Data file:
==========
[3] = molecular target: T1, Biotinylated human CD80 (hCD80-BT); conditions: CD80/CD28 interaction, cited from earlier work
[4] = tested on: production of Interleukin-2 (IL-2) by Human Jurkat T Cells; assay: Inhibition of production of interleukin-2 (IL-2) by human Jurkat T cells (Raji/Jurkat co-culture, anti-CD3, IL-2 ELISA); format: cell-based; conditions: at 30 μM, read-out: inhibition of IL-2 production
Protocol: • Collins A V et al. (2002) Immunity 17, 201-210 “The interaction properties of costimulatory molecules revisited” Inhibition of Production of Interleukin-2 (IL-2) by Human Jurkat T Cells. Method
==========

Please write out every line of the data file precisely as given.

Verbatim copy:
[3] = molecular target: T1, Biotinylated human CD80 (hCD80-BT); conditions: CD80/CD28 interaction, cited from earlier work
[4] = tested on: production of Interleukin-2 (IL-2) by Human Jurkat T Cells; assay: Inhibition of production of interleukin-2 (IL-2) by human Jurkat T cells (Raji/Jurkat co-culture, anti-CD3, IL-2 ELISA); format: cell-based; conditions: at 30 μM, read-out: inhibition of IL-2 production
Protocol: • Collins A V et al. (2002) Immunity 17, 201-210 “The interaction properties of costimulatory molecules revisited” Inhibition of Production of Interleukin-2 (IL-2) by Human Jurkat T Cells. Method